Positive coping style as a mediator between older adults’ self-esteem and loneliness
Le Zhao (Beijing Normal University), Xing Zhang (Southwest University), and Guangming Ran (China West Normal University), 2017, 45(10), 1619–1628.
With their physical health deteriorating and their social networks shrinking, it is not surprising that older adults are susceptible to loneliness. In China, over 50% of older adults experience loneliness (Chen, Hicks, & While, 2014) so it is vital that academics and practitioners identify risk factors and develop prevention strategies.
Previous researchers who have studied aging have been primarily concerned with the impact of social support on loneliness. Older adults are more likely to experience the death of a partner and are more at risk of physical illness, both of which reduce the quality and quantity of their avenues for social support. Previous SBP Journal researchers have found that social support is inversely related to the loneliness and depression of immobile older adults in Hong Kong (Cheung, Leung, Chan, & Ma, 1998). Furthermore, support from family provides a stronger buffer against loneliness in older adults than does support from friends and neighbors (Chen et al., 2014). In particular, older women who are widowers and whose adult children have “left the nest” experience greater loneliness.
However, few researchers have explored older adults’ ability to cope with a lack of social support and loneliness. It also remains unclear how older adults manage and maintain their existing social relationships. Older adults experience reduced executive control, which makes social interactions difficult (Henry, von Hippel, & Baynes, 2009). They are less able to read social cues in a conversation, such as knowing when to stop talking, and are more likely to commit social faux pas. SBP Journal authors Zhao, Zhang, and Ran (2017) believed these negative experiences would reduce older adults’ self-esteem and lead to an avoidance of future social interactions, thus exacerbating their loneliness.
Therefore, Zhao et al. (2017) conducted this study to examine the relationships between self-esteem, coping style, and loneliness in older adults. They analyzed self-reports from 309 older adults (aged 60–88 years) from Chongqing, China, and found that self-esteem was positively correlated with a positive coping style (i.e., a tendency to reappraise negative stressors), but was not significantly related to a negative coping style (i.e., withdrawal from and avoidance of stressful situations). Further, self-esteem and a positive coping style were both negatively correlated with loneliness. Results of structural equation modeling revealed that positive coping style partially mediated the relationship between self-esteem and loneliness. Although older adults often adopt negative coping strategies to cope with socioemotional and physical setbacks, positive coping strategies (e.g., “looking on the bright side”) will enable older adults to better enjoy new social interactions and maintain friendships, thus reducing their loneliness.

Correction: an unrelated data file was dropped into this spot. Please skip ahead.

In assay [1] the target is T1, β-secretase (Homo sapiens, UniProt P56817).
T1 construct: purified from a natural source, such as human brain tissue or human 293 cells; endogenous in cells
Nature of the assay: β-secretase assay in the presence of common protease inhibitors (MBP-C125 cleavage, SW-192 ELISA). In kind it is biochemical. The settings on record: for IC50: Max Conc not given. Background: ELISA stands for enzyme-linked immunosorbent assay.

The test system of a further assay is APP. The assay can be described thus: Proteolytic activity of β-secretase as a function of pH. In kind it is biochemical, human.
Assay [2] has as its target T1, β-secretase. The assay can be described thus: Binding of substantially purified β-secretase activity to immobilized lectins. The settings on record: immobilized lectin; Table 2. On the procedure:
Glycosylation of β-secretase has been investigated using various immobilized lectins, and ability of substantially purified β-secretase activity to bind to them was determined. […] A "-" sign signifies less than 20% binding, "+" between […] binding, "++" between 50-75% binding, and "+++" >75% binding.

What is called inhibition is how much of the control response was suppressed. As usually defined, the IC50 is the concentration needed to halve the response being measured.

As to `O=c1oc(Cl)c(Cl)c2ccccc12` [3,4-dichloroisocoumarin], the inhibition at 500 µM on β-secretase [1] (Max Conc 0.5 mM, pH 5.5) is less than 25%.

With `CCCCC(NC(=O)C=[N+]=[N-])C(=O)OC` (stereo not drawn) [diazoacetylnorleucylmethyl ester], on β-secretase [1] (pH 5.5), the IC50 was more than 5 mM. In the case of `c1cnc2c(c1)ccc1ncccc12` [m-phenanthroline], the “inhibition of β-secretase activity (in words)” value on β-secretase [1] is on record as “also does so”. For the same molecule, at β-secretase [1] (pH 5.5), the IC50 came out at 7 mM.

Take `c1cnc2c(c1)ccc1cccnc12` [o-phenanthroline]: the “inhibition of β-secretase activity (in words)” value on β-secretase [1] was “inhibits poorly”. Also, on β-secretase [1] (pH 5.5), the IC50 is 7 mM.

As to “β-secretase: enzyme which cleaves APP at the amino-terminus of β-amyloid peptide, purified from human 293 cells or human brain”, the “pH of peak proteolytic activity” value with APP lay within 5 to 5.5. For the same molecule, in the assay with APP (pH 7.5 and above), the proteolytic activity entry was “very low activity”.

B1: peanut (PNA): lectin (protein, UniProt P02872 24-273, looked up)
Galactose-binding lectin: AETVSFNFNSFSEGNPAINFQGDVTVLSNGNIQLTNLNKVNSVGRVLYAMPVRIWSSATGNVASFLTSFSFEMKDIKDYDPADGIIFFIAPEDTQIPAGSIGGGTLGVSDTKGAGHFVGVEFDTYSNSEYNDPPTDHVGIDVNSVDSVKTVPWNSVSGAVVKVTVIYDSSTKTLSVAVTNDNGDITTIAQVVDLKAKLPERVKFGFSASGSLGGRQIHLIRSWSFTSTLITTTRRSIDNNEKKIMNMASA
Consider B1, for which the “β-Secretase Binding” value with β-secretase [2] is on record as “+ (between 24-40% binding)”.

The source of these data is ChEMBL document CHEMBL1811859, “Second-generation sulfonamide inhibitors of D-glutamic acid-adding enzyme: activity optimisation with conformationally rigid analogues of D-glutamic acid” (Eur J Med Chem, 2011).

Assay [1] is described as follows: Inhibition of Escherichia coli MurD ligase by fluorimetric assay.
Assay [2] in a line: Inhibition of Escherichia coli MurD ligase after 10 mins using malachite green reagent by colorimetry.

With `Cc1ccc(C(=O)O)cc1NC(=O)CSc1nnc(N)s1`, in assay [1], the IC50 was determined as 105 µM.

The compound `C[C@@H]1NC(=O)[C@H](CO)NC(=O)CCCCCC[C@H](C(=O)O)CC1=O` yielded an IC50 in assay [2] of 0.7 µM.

I have always been interested in the social behavior of older adults and this research has shed light on how they can actively reduce their experience of loneliness, even when they have limited social support networks.
Chen, Y., Hicks, A., & While, A. E. (2014). Loneliness and social support of older people in China: A systematic literature review. Health and Social Care in the Community, 22, 113–123. https://doi.org/f5tzkj
Cheung, C.-K., Leung, K.-K., Chan, W.-T., & Ma, K. (1998). Depression, loneliness, and health in an adverse living environment: A study of bedspace residents in Hong Kong. Social Behavior and Personality: An international journal, 26, 151–170. https://doi.org/fqsrzk
Henry, J. D., von Hippel, W., & Baynes, K. (2009). Social inappropriateness, executive control, and aging. Psychology and Aging, 24, 239–244. https://doi.org/b5bc5r
Helen Owen | Associate Editor
Social Behavior and Personality: an international journal